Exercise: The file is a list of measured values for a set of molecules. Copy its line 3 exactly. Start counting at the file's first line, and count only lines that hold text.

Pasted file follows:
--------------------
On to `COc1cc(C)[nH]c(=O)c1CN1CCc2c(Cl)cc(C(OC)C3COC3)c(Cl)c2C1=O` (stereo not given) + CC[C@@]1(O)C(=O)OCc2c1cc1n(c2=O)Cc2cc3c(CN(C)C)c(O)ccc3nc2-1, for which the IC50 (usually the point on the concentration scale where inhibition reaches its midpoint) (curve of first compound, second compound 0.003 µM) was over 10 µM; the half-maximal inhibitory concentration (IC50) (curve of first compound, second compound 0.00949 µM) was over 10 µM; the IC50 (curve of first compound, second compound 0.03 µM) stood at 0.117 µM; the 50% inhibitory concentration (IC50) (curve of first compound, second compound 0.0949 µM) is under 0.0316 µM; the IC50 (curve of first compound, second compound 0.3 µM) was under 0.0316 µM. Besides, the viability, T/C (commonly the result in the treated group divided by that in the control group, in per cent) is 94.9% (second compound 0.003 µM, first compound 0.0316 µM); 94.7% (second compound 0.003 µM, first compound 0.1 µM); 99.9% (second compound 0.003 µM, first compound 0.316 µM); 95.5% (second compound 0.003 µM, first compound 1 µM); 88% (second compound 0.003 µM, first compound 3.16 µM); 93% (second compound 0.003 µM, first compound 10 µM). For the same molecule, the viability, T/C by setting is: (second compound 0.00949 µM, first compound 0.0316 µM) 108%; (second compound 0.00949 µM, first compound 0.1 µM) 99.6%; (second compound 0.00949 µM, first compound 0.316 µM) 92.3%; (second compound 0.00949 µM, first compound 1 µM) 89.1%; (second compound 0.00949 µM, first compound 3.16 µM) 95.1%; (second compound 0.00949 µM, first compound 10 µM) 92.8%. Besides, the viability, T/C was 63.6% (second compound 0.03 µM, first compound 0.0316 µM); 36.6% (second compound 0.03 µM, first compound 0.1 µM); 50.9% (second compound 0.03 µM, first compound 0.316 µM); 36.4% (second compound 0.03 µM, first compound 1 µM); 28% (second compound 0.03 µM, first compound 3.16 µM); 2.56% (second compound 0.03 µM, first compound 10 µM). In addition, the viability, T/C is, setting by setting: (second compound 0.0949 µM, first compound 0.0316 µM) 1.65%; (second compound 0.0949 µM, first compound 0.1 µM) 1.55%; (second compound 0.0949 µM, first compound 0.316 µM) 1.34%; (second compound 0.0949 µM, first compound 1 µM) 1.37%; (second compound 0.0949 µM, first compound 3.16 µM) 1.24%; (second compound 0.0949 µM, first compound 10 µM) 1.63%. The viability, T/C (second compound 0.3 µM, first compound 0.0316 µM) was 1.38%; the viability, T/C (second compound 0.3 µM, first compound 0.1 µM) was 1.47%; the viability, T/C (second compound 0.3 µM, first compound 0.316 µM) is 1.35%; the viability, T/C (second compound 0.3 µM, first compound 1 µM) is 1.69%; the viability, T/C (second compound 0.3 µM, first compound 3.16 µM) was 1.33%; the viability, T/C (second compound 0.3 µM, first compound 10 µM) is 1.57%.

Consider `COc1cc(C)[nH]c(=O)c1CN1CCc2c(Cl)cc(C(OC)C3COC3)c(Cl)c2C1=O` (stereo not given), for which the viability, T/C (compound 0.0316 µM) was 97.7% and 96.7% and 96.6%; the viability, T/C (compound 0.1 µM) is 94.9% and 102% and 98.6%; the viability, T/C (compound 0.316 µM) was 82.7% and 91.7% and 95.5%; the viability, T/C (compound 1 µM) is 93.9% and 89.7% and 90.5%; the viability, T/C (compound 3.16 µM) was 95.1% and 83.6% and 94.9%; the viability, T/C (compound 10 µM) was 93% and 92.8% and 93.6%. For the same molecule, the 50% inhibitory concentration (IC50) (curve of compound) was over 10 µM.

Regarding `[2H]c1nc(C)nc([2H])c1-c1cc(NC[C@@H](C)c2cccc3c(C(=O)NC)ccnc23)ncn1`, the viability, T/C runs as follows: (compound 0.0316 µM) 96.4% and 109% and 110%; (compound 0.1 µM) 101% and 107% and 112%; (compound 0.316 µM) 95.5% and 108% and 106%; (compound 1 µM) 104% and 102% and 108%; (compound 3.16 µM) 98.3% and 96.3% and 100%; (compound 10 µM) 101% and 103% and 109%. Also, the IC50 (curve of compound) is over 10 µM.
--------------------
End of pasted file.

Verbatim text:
Regarding `[2H]c1nc(C)nc([2H])c1-c1cc(NC[C@@H](C)c2cccc3c(C(=O)NC)ccnc23)ncn1`, the viability, T/C runs as follows: (compound 0.0316 µM) 96.4% and 109% and 110%; (compound 0.1 µM) 101% and 107% and 112%; (compound 0.316 µM) 95.5% and 108% and 106%; (compound 1 µM) 104% and 102% and 108%; (compound 3.16 µM) 98.3% and 96.3% and 100%; (compound 10 µM) 101% and 103% and 109%. Also, the IC50 (curve of compound) is over 10 µM.